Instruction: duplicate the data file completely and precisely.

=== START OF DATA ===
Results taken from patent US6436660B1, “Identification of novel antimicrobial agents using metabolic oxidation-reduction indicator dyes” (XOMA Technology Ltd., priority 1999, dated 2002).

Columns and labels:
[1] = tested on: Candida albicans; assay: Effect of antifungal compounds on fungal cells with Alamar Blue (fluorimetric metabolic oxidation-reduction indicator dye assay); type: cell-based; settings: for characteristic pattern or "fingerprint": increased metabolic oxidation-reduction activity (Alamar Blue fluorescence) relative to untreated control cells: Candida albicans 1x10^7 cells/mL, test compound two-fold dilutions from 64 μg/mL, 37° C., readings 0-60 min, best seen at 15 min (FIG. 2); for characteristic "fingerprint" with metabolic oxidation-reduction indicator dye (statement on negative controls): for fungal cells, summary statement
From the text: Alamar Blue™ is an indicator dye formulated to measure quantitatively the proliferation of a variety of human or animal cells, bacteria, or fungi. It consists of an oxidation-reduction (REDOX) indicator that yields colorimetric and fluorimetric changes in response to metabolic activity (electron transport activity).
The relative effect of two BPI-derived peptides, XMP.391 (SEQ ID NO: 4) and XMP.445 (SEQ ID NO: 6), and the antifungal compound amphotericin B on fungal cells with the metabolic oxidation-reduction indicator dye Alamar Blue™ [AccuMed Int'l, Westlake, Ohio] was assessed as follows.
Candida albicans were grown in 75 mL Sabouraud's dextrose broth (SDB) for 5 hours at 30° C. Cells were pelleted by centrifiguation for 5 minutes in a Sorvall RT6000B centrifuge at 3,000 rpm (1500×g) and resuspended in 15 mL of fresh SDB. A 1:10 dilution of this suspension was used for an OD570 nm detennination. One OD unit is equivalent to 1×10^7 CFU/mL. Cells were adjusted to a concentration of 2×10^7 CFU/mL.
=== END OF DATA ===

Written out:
Results taken from patent US6436660B1, “Identification of novel antimicrobial agents using metabolic oxidation-reduction indicator dyes” (XOMA Technology Ltd., priority 1999, dated 2002).

Columns and labels:
[1] = tested on: Candida albicans; assay: Effect of antifungal compounds on fungal cells with Alamar Blue (fluorimetric metabolic oxidation-reduction indicator dye assay); type: cell-based; settings: for characteristic pattern or "fingerprint": increased metabolic oxidation-reduction activity (Alamar Blue fluorescence) relative to untreated control cells: Candida albicans 1x10^7 cells/mL, test compound two-fold dilutions from 64 μg/mL, 37° C., readings 0-60 min, best seen at 15 min (FIG. 2); for characteristic "fingerprint" with metabolic oxidation-reduction indicator dye (statement on negative controls): for fungal cells, summary statement
From the text: Alamar Blue™ is an indicator dye formulated to measure quantitatively the proliferation of a variety of human or animal cells, bacteria, or fungi. It consists of an oxidation-reduction (REDOX) indicator that yields colorimetric and fluorimetric changes in response to metabolic activity (electron transport activity).
The relative effect of two BPI-derived peptides, XMP.391 (SEQ ID NO: 4) and XMP.445 (SEQ ID NO: 6), and the antifungal compound amphotericin B on fungal cells with the metabolic oxidation-reduction indicator dye Alamar Blue™ [AccuMed Int'l, Westlake, Ohio] was assessed as follows.
Candida albicans were grown in 75 mL Sabouraud's dextrose broth (SDB) for 5 hours at 30° C. Cells were pelleted by centrifiguation for 5 minutes in a Sorvall RT6000B centrifuge at 3,000 rpm (1500×g) and resuspended in 15 mL of fresh SDB. A 1:10 dilution of this suspension was used for an OD570 nm detennination. One OD unit is equivalent to 1×10^7 CFU/mL. Cells were adjusted to a concentration of 2×10^7 CFU/mL.